The First cavalry.Charleston harbor, in the early dawn of that memorable 12th of April, the loyal people of the North found the national existence threatened by armed and organized treason, without adequate preparation to meet the impending danger. It was supposed, however, that seventy-five thousand militia would be able to quell the insurrection in a very short time, and President Lincoln issued his proclamation calling out that number of men to serve for a period of three months. This levy was soon raised; but the people, having been thoroughly aroused to the danger which threatened the Union, continued to form regiment after regiment of volunteers, in anticipation of their services being needed. Some even began to organize companies for the cavalry arm of the service, but they were regarded as altogether visionary. The government threw cold water upon the cavalry movement, and plainly intimated that it could manage the rebels without that arm. Nothing discouraged, “Young America” persisted in sounding “Boots and saddles,” and many young men were found anxious to have a tilt with the “chivalry” on the “sacred soil” on horseback. Very soon, the government began to think that a regiment of volunteer cavalry might be of some service, and, accordingly, the following circular was issued:
On the 3d of May, Colonel Schurz passed through Philadelphia, when he heard of some gentlemen engaged in organizing a regiment of cavalry, and to these he made known his authority, and requested them to unite with him. These gentlemen thought the government would soon call for more cavalry, and, therefore, declined to join Colonel Schurz, except one of the lieutenants, named William H. Boyd, to whom Colonel Schurz gave authority to raise a company for his regiment. This was the first company of volunteer cavalry duly authorized to be raised for the war. At that time, there was a troop composed of some of the best young men of Germantown and vicinity, all mounted, armed, and fully equipped for active service, undergoing a thorough course of drill at Chestnut Hill, under the instructions of James H. Stevenson, who had just returned from California, after serving a term of enlistment as sergeant in the First United States Dragoons. William Rotch Wister, Esq., was captain of the troop, and, on hearing of Colonel Schurz's authority, he visited Washington to try and have his men accepted as part of Schurz's regiment. On his return, the following note was received:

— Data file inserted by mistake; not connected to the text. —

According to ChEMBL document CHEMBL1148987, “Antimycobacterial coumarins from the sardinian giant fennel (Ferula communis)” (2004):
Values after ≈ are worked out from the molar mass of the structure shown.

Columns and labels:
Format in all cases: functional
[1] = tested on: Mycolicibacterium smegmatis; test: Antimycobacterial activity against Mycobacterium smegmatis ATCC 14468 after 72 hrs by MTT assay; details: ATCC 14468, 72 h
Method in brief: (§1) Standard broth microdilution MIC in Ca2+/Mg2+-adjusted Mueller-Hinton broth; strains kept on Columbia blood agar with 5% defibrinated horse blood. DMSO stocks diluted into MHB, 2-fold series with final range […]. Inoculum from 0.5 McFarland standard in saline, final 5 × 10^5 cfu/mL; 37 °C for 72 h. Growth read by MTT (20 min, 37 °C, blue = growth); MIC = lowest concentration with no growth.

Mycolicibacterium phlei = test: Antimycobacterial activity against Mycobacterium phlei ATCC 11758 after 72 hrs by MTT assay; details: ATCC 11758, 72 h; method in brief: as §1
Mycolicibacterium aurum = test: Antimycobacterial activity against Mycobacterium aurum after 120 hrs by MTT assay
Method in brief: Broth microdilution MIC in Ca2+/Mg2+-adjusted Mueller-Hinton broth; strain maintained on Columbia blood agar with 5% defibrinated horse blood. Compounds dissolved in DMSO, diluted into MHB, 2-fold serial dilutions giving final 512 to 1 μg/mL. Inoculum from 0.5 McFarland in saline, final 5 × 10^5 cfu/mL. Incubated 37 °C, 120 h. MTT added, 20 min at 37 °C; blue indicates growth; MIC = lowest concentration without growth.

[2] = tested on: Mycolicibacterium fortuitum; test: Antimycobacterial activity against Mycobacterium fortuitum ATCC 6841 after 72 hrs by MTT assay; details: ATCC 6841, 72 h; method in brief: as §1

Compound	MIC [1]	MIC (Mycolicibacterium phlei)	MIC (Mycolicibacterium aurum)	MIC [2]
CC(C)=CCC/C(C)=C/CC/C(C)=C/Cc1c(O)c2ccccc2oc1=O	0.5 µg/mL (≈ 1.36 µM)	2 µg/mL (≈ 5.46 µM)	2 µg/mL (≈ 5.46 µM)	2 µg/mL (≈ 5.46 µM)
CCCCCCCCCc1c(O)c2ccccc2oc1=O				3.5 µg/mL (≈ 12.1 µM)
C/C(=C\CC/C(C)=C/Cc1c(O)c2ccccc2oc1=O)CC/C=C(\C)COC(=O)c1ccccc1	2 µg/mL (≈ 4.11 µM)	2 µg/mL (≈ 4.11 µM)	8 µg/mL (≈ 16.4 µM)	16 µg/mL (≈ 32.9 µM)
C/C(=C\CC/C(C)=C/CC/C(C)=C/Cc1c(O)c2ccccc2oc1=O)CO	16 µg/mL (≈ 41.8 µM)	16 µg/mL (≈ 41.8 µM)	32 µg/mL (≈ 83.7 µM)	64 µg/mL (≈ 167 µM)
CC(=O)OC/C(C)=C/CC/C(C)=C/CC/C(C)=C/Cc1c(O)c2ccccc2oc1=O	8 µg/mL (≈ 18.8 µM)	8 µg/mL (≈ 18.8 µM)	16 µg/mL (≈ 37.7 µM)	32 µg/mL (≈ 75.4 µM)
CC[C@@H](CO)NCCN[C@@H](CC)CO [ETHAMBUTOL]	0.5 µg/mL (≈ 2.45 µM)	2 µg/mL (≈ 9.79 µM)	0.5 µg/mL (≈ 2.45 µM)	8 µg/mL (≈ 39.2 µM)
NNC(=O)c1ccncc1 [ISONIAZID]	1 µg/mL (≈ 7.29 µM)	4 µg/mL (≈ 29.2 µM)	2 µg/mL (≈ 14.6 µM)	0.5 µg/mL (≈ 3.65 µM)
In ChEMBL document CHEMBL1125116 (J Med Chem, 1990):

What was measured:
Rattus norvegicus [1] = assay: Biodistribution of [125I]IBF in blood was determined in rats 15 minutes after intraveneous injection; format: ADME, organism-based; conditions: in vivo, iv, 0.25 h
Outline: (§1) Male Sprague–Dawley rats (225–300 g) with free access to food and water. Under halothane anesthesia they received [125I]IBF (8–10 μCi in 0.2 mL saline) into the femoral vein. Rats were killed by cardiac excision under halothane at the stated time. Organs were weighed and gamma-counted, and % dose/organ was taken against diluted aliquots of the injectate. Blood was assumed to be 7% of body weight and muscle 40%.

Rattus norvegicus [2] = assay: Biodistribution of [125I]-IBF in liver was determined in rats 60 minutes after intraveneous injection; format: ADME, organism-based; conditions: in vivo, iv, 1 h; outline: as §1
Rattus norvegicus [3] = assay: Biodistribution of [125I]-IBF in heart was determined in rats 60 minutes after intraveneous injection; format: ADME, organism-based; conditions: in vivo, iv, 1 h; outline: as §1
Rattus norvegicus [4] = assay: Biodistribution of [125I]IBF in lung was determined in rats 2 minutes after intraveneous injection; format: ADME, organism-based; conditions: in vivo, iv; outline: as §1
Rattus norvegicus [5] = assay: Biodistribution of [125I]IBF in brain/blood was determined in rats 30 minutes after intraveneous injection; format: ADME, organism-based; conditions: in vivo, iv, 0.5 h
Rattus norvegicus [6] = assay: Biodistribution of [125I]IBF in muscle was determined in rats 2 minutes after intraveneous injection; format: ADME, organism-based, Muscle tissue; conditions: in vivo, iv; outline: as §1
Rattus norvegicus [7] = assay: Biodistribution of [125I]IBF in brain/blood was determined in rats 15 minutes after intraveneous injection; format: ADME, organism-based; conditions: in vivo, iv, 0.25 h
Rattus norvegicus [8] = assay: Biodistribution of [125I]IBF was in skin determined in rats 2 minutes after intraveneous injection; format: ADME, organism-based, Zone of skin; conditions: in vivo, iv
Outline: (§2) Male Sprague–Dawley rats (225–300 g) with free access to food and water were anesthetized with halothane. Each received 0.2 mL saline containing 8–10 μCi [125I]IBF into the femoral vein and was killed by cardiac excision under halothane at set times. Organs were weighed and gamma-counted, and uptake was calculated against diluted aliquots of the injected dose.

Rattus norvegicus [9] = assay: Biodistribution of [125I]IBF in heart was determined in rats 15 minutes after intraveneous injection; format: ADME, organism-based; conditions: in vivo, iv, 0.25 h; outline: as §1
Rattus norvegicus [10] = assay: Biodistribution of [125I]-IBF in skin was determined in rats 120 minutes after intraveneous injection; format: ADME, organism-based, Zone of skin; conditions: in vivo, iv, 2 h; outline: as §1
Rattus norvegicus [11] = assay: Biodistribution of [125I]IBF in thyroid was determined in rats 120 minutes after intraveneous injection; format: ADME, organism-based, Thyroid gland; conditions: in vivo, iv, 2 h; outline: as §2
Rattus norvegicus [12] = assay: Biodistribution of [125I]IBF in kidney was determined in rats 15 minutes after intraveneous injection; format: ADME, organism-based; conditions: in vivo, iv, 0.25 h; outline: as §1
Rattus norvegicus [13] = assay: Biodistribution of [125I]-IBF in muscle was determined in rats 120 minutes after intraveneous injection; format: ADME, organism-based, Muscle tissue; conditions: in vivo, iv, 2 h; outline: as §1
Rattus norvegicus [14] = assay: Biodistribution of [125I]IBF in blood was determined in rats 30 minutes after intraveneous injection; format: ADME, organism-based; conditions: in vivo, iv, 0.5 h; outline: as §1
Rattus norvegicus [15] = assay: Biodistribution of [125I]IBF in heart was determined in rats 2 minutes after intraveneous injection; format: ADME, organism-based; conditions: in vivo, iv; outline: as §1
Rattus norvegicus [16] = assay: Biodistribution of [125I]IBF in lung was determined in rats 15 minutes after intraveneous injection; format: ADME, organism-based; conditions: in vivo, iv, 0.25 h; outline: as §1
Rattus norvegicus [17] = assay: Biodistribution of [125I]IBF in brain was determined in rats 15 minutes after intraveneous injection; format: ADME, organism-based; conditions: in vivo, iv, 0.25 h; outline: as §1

They felt very much elated at this; but there was still an obstacle in the way. The government would not muster in a man unless a fully organized company, with a minimum aggregate of seventy-nine men, were presented to the mustering officer. Captain Wister and his gay troop rode all over the country, among the farmers' sons, in quest of recruits; but all his efforts failed to raise the requisite number of men who were able and willing to find their own horses and equipments, notwithstanding that the government  had offered to pay the troopers forty cents per day for their use and risk; with the proviso, however, that, in case the trooper lost his horse in any way, he must furnish another, or serve on foot. This proviso was the straw that broke the camel's back. After three months spent in drilling, and in unavailing efforts to fill up, Captain Wister's troop disbanded, on the 30th of June, and its members sought service in other commands. In the meantime, Colonel Schurz had gone to New York, and had succeeded in raising four companies of Germans who had seen service in the cavalry of Europe. And here, also, he was joined by six companies of Americans, which had been organized in hopes of being accepted by the government. A company from Michigan also joined him, which, with Boyd's Philadelphia company, completed the regiment. About this time Colonel Schurz was appointed Minister to Spain, and some trouble was then experienced in getting a suitable commander. At last /Major Andrew T. McReynolds, a Michigan lawyer, who had seen service in the cavalry in Mexico, was accepted by the government in lieu of Colonel Schurz, and things again looked favorable. No one knew how the men were to be mounted and equipped. The several States had made no efforts to comply with the request of the War Secretary; the men, with few exceptions, were unable to mount and equip themselves, and things had about come to a stand-still. It was even feared that the organization could not be kept together, as the men were not mustered into service. On the 10th of July the government came to its senses, and an order was issued requiring the proper departments to furnish horses and equipments to companies of volunteer cavalry when ready to be mustered into service; and on the 19th of July Captain Boyd's company was mustered in at Philadelphia by Major Ruff, the United States mustering officer. The company had appeared before him to be mustered in on the 16th, but were rejected because they lacked one man of the requisite number. The officers of the company were: Captain, William H. Boyd; First Lieutenant, William W. Hanson; and Second Lieutenant, James H. Stevenson (he who had been drilling Captain Wister's troops at Chestnut Hill). On the 22d of July, Boyd's company arrived at Washington, amid the excitement caused by the Union repulse at Bull run the previous day. That night they listened to horrifying tales of the sanguinary deeds performed by the “Black Horse cavalry” on that disastrous field, but it only seemed to stimulate the boys with a desire to measure swords with horsemen so renowned.  They had not long to wait, for, on the 18th of August, not quite one month from the date of their muster into service, Boyd's company were sent on a scout toward Mount Vernon. While they were feeling their way through a large woods, in the vicinity of Pohick church, they suddenly came upon a squadron of the famous “Black Horse cavalry” drawn up in line on a broad road ready to receive them. Captain Boyd placed himself at the head of his company, and at once commanded it to “charge!” The boys answered with a yell, and dashed upon the foe, who confidently expected to see them run at the very sight of such an array. So sudden and so unexpected was the onset, that the enemy had only time to fire one volley before the “blue jackets” were upon them, when, marvelous to relate, they broke and fled in confusion. Boyd's men pursued them several miles, putting two of them hors du combat, and then returned to Alexandria to report to General Franklin what they had done. The General was delighted, and at once notified General McClellan, who reviewed the company on the 22d of August, and complimented Captain Boyd and his officers and men for their gallant conduct. The charm was broken, and that company never afterward had any dread of the Confederate cavalry. In this charge, Captain Boyd lost one man killed, Jacob Erwin, who is now buried in the Odd Fellows' Cemetery, in Philadelphia. He was the first cavalryman killed in the rebellion, and this was the first charge made by volunteer cavalry. So much for Pennsylvania. Boyd's company was then attached to General Franklin's headquarters, and was the pet of the whole division commanded by that gallant soldier. When the regiment to which the company belonged was authorized to be raised, the government supposed it would not require any more volunteer cavalry, and that regiment was to be known as the First United States Volunteer Cavalry. But when it was determined to call out a large force of this arm, the government declined to have anything to do with volunteers, and this regiment found itself without a patron. At this juncture a controversy arose between Governor Morgan, of New York, and Governor Curtin, of Pennsylvania, as to the proprietorship of the regiment, which was decided in favor of New York, she having raised ten out of the twelve companies. We had been called the “Lincoln cavalry” up to that time; but after that we were known as the First New York (Lincoln) Cavalry. Captain Boyd then made several efforts to get his company transferred to a Pennsylvania regiment, but without success. Governor Curtin had designated the company as the Tenth Pennsylvania cavalry during the controversy with  Governor Morgan, and Pennsylvania never had a regiment to fill the vacancy left for Boyd's men. The company remained with General Franklin throughout the Peninsular campaign, rendering valuable services. By its bold conduct, and timely warning, it saved Franklin's right flank at Savage's Station; and, after hard service in the battle of White Oak Swamp, it covered the retreat, at midnight, to the James river. It rendered good service at Malvern Hill, and cleared the road of teams on the following day, so that the artillery and ambulances could pass. A company of Rush's Lancers took its place at General Franklin's headquarters, at Harrison's Landing, when ordered to proceed with the regiment to join Burnside at Fredericksburg. It marched with that officer to Antietam, and won laurels at Hyattstown, Maryland, just before that battle, and at Williamsport, at its close, where several of its members were wounded by grapeshot while charging upon a battery. In Western Virginia, it made its mark among Imboden's men, helping to capture the camp of that bold partisan on two different occasions. In the Shenandoah Valley, under Milroy, it performed many bold deeds, in company with the regiment, while fighting against Mosby, Gilmore, and Imboden. Here Captain Boyd was promoted to the rank of major, and Lieutenant Stevenson, who had been adjutant of the regiment and acting assistant adjutant general of the cavalry brigade, was promoted to be captain of Boyd's company. Just then, General Lee slipped away from Hooker at Fredericksburg, en route for Gettysburg, and suddenly confronted Milroy at Winchester. The First New York Cavalry were at Berryville, and were compelled to retire before the advance of Rodes' Division, of Ewell's Corps. A brigade of rebel cavalry pursued and overtook them at the Opequan, but the First New York “cleaned them out” nicely, killing and wounding over fifty of them, and causing them to retire from the field. When Milroy found he was surrounded by Lee's army, he sent for a bold officer and fifty men to carry a dispatch to Martinsburg, and Major Boyd was detailed with his old company. They knew every cow-path in the Valley, and succeeded in flanking the rebel force then between Winchester and Martinsburg, and sent the first intelligence to Baltimore and Washington that Lee's army was at Winchester. That night, a dispatch arrived at Martinsburg for Milroy, and three men of Boyd's company volunteered to take it through. Their names were Oliver Lumphries, John V. Harvey, and George J. Pitman, all sergeants. After several hair-breadth escapes, they arrived in the beleaguered town at midnight,  and Milroy called a council of war. It was determined to spike the guns, destroy the artillery ammunition, leave everything on wheels behind, and cut a way through the enemy's lines to Martinsburg or Harper's Ferry. The disaster of that day is too well known to require a recital of it here. Major Boyd fought the advancing enemy at Martinsburg, while our wagon train, which had gone from Berryville to that place, got well under way, and then he followed it to Williamsport, Maryland. The enemy followed closely, and Boyd was compelled to fight and fall back, and then fight again, in order to save the train, which he succeeded in doing, and conducted it in safety to Harrisburg, Pennsylvania. Then he began a system of partisan warfare, dashing upon the enemy in front and on both flanks, causing them to think there was a large force in their front, and preventing them from doing much mischief that they otherwise would have done, and helped to save the State capital from the invaders. From the 15th of June, when they left Winchester, to the 15th of July, this company was never out of sight of the enemy, and seldom a day passed without their having a fight. They captured many prisoners, and a vast amount of property, beside saving untold thousands to the people of the Cumberland Valley. At Greencastle, Pennsylvania, the company attacked Jenkins' rebel brigade, and here they lost William H. Rihl, who was the first soldier killed in Pennsylvania during the war. For his services in this, the Gettysburg campaign, Governor Curtin rewarded Major Boyd with the Colonelcy of the Twenty-first Pennsylvania Cavalry, and commissioned his able lieutenant, 0. B. Knowles, a major in the same regiment. Lieutenant William H. Boyd and Sergeant E. Knowles were also transferred to the Twenty-first--the first as captain and the other as adjutant of the regiment. Captain Stevenson then took command of his company, and under him it won fresh laurels in the Shenandoah Valley after Gettysburg. It was with General Sigel in the battle of New Market, and was the last to leave the field. It led the advance, under General Hunter, upon Lynchburg, and greatly distinguished itself in the battle of Piedmont, and in the subsequent fighting during Hunter's retreat from Lynchburg over the Alleghenies into the Kanawha Valley. Again at Snicker's gap, Ashby's gap, and Winchester, under General Crook, this company played a conspicuous and noble part. And at Moorfield, under General Averill, it formed part of the gallant two hundred of the First New York (Lincoln) Cavalry, commanded by Captain Jones, that defeated McCausland's whole brigade, returning  from the burning of Chambersburg, Pennsylvania. It served under Averill during the memorable advance of General Sheridan against General Early in the Shenandoah Valley, and took part in every battle during the campaign. In the battles of Opequan, Fisher's Hill, Brown's gap, and Wier's cave, the valiant conduct of this company attracted the attention of all who beheld it. And at the battle of Nineveh, when Capeheart's Brigade attacked and defeated McCausland's Division, this company led in the charge. When Sheridan set out from Winchester to join Grant, his way was obstructed by the rebels, under Rosser, at the bridge over North river, near Mount Crawford. The First New York Cavalry, under Lieutenant Colonel Battersby, was ordered to swim the river a mile above the bridge, and charge the rebels in flank; which they did in fine style-driving them out of their works, pursuing them about ten miles, capturing prisoners, guns, and wagons, and saving the bridge over Middle river. For this General Custer, to whose division they belonged, complimented them in person. Next day Custer advanced upon Waynesborough, where Early's forces were intrenched, and, after some severe fighting, charged the works, driving the enemy out, capturing nearly every man, and all the guns and material of war. The First New York Cavalry led the charge. Again at Dinwiddie Court-House and Five Forks, the regiment won fresh laurels under the eyes of Sheridan and Custer. At Sailor's creek the First New York (Lincoln) Cavalry led the charge over the enemy's works, capturing General Ewell and his staff and hundreds of prisoners, beside guns and battle-flags. At Appomattox Station they charged with Custer, in the darkness, and took hundreds of prisoners, many guns and wagons, beside four trains of stores, which were waiting for Lee's hungry army. And the next day they were dashing forward with Custer to attack the enemy, when they were stopped by news of the surrender of Lee. When the regiment re-enlisted as veterans, in 1864, Captain Stevenson induced his men to be credited upon the quota of the Twentieth Ward of Philadelphia, notwithstanding the fact that New York offered much larger bounties to the men, and had offered the captain five hundred dollars to take his company to that State. On the arrival of Company C in Philadelphia, on veteran furlough, the Twentieth Ward Bounty Fund Committee gave them a hearty reception in the old North Baptist church, Eighth street, above Master street, upon which occasion the ladies of the ward presented the company with an elegant guidon, and Captain Stevenson was presented with a sword, sash, and belt. The company participated  in sixty engagements with the enemy during their four years of service, and the little guidon above mentioned, which is now in possession of Captain Stevenson, was completely riddled with bullets. It may not be amiss to state that not only was the present Secretary of the Interior our first colonel, but that Charles B. Evarts, a son of the present Secretary of State, was a soldier in the regiment. This young man was at college, but reading in the New York papers of the daring and seemingly romantic deeds of the First New York (Lincoln) Cavalry, he ran away from school and enlisted in the regiment as a private soldier, his father being at the time in Europe. He served faithfully and with much credit during the severe campaign of 1864, and on our return from the Lynchburg raid he was commissioned a lieutenant by President Lincoln and assigned to duty as an aide on the staff of General William H. Seward, son of the then Secretary of State.